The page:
Dialogue, as an antidote to the politics of outrage.

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These are fevered times, where public debate has a sort of boom and bust quality. As an issue emerges the tendency is for people to stand up, shout loud, and stand firm. Positions are taken, “cyclists are a danger to themselves and others”, “car drivers act like they own the road”. These positions are often accompanied by “outrage”, a sharp rise in the energy of the debate and a rush to be seen on the moral high ground. Scattergun speeches are made that aims to show that a) yes, I am doing the right thing, and b) no, I have never done the wrong thing. A polarised debate quickly emerges that flares so brightly for a short time then recedes into the background not to be seen again. As this happens the important issues and potential for change is lost, often in a welter of acrimony and/or shame.

The features of these types of debate are apparent in the current news articles related to sexual misconduct by Oxfam staff. There is often a quick hunt for someone to blame, a “conviction”, and then, although it’s too early to say yet, a moving on. What then happens to the issue at the heart of the matter? Usually there is an absence of ongoing dialogue, and the potential for change and something better is lost. Yet the issues that have arisen for Oxfam exist in a wider field.

Mediation can establish spaces for meeting, where views, interests and needs can be exchanged and an agreement reached. However, for larger debates, possibly concerning moral and ethical behaviour, there is a strong case to be made for wider dialogue, forums for people to come together and share their views and ideas for a greater ongoing good. Dealing with issues of morality and ethics requires collaboration and discussion, yet so often moral codes and values are created in the vacuum of silence, where the underlying unnamed script is, “this must not be talked about”. Yet without dialogue, how do we listen, learn, share, and change?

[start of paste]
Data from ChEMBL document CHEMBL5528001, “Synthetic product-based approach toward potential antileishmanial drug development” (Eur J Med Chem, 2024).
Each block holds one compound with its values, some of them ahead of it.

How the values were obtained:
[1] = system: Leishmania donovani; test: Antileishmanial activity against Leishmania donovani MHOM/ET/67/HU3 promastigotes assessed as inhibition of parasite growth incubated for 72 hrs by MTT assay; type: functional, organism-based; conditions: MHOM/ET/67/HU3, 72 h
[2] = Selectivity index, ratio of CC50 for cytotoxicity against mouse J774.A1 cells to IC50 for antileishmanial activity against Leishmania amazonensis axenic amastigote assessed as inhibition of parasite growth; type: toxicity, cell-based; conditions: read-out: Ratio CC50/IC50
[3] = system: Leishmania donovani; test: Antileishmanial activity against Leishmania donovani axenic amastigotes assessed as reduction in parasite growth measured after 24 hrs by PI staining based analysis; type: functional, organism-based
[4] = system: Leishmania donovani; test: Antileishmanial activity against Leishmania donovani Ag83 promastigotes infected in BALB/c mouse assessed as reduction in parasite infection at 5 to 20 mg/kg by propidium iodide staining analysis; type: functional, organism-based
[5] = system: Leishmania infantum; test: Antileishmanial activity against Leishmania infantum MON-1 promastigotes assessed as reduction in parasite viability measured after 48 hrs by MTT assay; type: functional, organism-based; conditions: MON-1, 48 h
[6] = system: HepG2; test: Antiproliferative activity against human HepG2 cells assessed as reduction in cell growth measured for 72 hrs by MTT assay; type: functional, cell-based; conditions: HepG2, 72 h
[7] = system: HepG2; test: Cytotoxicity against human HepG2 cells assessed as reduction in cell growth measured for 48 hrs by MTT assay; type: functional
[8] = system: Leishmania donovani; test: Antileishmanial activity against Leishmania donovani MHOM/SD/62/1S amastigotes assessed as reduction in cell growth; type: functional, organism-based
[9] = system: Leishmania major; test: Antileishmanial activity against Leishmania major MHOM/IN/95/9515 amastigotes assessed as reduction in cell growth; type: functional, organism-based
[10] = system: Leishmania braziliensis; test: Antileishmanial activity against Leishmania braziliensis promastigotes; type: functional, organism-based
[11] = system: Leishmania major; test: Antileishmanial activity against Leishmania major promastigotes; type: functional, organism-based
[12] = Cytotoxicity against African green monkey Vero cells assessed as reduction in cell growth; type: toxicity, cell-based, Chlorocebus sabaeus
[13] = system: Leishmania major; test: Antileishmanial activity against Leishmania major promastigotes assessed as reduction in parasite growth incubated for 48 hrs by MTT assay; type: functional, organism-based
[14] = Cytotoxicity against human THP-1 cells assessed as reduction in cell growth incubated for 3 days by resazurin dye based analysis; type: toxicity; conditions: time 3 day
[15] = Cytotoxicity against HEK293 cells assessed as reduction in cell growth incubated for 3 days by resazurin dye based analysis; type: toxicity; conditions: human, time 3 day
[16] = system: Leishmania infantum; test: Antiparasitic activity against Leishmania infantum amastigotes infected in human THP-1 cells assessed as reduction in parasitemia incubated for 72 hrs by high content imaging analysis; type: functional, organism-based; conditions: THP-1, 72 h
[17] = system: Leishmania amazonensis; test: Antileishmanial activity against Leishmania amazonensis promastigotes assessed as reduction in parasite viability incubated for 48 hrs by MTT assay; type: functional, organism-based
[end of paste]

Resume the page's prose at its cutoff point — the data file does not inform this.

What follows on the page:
In creating space for dialogue there is likely to be an attendant need to accept, and find a place, for the difficult emotions that may come with the discussion of sensitive topics. Polemic, outrage, revenge, “justice”, the moral high ground, merely bangs the door of change closed. It is possible to make the case that the UK is culturally and institutionally shame bound. This seems to make dialogue on sensitive subjects incredibly challenging, for in shame people withdraw from contact, when the very need is to go towards others (Phil Joyce, 2018). Public forums for dialogue would allow us to work through the moral and ethical issues that continually trip us up, and the various manifestations of polarising shame.

Society will continue to be confronted by moral and ethical issues, that is a natural state of evolutionary affairs. Not related to Oxfam now, but issues of gender inequality, racism, and abusive child/adult relationships have all arisen in UK society in recent years, but what happens to those issues once the dust has settled? Do we create the ongoing conditions for change through dialogue, or do we bury the issue because it’s just too personally challenging to address, and therefore sow the seeds for it to grow again?

This article does not aim to point towards a particular outcome, but instead it points towards an approach, that is one where people feel able to bring themselves into contact with others, and both listen, and be listened to, as the vehicle for change. This looks like people sitting together, within an organisation, a community, or other public places, and sharing perspectives, thoughts and feelings, experiences. In the sharing we start to create a culture of openness, and breakdown the silos of silence, and associated taboos. In this, previously hidden and challenging topics are discussed, and there are less places for abuse to hide. We have to steel ourselves though, for the inevitable shame, at some stage we will all need to ask the question, “what was my role in this?”

The framework of the dialogue groups suggested are not a feature of this article. However, experimentation and research can perhaps move us towards adaptable models that can fit across different contexts.

Photo by Erwan Hesry on Unsplash

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